President Joe Biden on Wednesday said that his administration aims to order enough COVID-19 vaccines for all Americans by the end of May and return life to a real sense of normalcy by July. On Thursday evening, he ordered all states to begin offering vaccines to every adult by May 1st. And to speed up vaccine rollout, the government plans to buy hundred of millions more doses, on top of existing orders, from authorized vaccine makers. And several new vaccines are expected to finish clinical trials and clear regulatory hurdles by summer.
Among the handful of approved vaccines and those near the finish line, we’ve ranked the five most popular COVID-19 vaccines in the market by efficacy rate and availability.
Keep in mind that all approved vaccines are good enough for mass use and there’s no reason to favor one vaccine over another.
Efficacy rate: 96%
Availability: Not authorized yet
Novavax is testing its two-dose COVID-19 vaccine in a phase 3 trial in the U.S. But on Thursday, the company reported encouraging results from a trial in the U.K. showing that the vaccine is 96 percent effective in preventing both the original COVID-19 strain and the U.K. variant B.117. The U.K. trial has recruited more than 15,000 adult participants, a quarter of whom are over 65.
Trial in the U.S. is expected to conclude this spring, and an FDA authorization could follow shortly after.
Efficacy rate: 94%
Availability: FDA-authorized; 200 million shots by July
Clinical trial data have shown that the Pfizer-BioNTech vaccine is 95 percent effective in preventing symptomatic COVID-19 cases. More recent real-world data from Israel, where 90 percent of the entire population have been vaccinated, show that the vaccine is equally effective against asymptomatic cases.
Pfizer and BioNTech said Thursday that their vaccine is 94 percent effective against asymptomatic cases after the second dose. The finding is significant because the latest analysis was performed when over 80 percent of Israel’s COVID-19 cases were from the U.K. variant B.117 , indicating that the vaccine is highly effective against this variant.
Pfizer is in the process of shipping 100 million doses to 50 U.S. states by the end of March. The company plans to ship another 100 million shots by the end of July.
Efficacy rate: 94%
Availability: FDA-authorized; 300 million shots by July
Moderna’s COVID-19 vaccine is built on a similar biotech platform (messenger RNA) to the Pfizer-BioNTech shots. Clinical trial data show Moderna’s vaccine is 94.1 percent protective of symptomatic COVID-19 cases for people age 18 and older. Efficacy rate drops slightly in people 65 and older.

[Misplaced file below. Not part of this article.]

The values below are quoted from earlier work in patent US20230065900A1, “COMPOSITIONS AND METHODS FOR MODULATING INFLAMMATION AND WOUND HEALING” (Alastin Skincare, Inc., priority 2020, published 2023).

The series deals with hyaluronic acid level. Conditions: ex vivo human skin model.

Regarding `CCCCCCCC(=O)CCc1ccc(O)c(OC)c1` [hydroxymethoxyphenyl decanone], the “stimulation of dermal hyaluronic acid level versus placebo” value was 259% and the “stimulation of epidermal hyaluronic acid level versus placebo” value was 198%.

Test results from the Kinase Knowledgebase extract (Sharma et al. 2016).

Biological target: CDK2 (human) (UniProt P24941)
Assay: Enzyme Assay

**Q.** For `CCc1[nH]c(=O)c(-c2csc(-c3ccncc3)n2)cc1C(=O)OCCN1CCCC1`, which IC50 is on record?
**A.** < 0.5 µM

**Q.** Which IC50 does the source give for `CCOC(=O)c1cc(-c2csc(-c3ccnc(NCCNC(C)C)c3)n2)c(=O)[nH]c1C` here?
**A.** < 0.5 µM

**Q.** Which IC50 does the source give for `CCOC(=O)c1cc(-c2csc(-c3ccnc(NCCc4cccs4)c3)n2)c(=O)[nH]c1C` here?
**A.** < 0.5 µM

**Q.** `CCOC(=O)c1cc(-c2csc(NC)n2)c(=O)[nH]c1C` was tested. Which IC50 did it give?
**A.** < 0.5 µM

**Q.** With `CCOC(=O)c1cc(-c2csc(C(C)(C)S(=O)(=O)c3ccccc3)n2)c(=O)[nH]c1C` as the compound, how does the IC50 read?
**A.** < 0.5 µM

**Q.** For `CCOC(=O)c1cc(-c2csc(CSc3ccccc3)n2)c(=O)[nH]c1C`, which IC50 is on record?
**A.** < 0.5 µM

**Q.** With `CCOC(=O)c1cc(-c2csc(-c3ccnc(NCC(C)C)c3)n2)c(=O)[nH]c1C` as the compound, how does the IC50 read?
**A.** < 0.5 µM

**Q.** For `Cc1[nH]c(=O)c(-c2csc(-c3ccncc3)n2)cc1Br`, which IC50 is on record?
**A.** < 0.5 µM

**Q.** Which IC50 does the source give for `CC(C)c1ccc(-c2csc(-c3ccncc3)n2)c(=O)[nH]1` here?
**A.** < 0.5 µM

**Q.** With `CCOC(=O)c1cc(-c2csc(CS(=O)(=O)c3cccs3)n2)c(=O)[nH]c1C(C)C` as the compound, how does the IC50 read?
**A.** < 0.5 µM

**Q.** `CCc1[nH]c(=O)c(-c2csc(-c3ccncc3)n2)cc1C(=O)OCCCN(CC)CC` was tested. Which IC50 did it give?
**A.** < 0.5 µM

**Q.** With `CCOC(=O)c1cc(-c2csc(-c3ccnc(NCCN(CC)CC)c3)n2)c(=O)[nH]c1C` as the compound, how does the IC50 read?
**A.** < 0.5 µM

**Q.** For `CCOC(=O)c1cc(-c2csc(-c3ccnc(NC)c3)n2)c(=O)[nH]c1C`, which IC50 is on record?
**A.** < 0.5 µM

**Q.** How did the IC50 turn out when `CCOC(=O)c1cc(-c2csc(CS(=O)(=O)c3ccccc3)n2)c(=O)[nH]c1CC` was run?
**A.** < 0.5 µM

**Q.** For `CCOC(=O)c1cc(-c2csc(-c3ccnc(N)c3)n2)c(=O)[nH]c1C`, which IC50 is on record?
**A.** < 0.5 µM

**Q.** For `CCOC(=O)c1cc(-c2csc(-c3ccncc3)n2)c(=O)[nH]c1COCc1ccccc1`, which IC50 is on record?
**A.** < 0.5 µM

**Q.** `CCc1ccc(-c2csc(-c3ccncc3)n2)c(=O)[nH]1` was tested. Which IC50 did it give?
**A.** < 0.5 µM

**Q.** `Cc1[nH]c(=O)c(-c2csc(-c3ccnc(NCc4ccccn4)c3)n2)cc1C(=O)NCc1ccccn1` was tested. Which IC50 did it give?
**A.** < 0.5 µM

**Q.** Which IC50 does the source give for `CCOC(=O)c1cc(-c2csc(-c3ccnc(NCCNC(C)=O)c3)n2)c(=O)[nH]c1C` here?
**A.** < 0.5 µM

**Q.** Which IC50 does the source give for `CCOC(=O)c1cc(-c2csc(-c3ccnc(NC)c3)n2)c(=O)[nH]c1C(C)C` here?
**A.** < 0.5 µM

Like Pfizer, Moderna plans to supply 100 million doses in the U.S. by the end of March. The drugmaker aims to ramp up production in spring and roll out 200 million more shots by summer.
Johnson & Johnson
Efficacy rate: 72%
Availability: FDA-authorized; 200 million shots by summer
J&J’s one-shot vaccine has the lowest average efficacy rate among the three authorized vaccines in the U.S. Global trial data show that the vaccine is only 66 percent effective at preventing symptomatic cases. (Efficacy rate in the U.S. is slightly higher at 72 percent.) But what matters is that the vaccine is highly effective in preventing hospitalization and deaths and is good enough for mass use. (Flu shots have an average efficacy rates of 40 percent to 60 percent.)
Data from a global trial show that J&J’s single-dose vaccine is 85 percent protective against severe COVID-19 cases, including in South Africa, where most of the cases come from a highly contagious COVID variant.
J&J is in the process of shipping 20 million shots in the U.S. by the end of March and plans to deliver an additional 80 million doses by summer. The Biden administration has announced plans to purchase 100 million more doses for Americans by the end of May.
Efficacy rate: 62 percent
Availability: Authorized in Europe, the U.K. and part of Asia
AstraZeneca’s COVID-19 vaccine, developed with Oxford University, was the first to receive emergency use authorization in the developed world despite a much lower efficacy rate than competitors. The U.K. began administering AstraZeneca’s doses last December. And countries across Europe and Asia followed the suit.
However, a number of countries have halted giving the AstraZeneca vaccine following reports of blood clots in some inoculated people. As of Friday, eight countries have paused the use of AstraZeneca shots: Norway, Iceland, Bulgaria, Luxembourg, Estonia, Lithuania, Latvia and Thailand.
The drugmaker and health regulators are still studying the link between the vaccine and blood clots cases. Europe’s drug regulator, the European Medicines Agency (EMA), said Thursday it believes the vaccine’s benefits “continue to outweigh its risks.”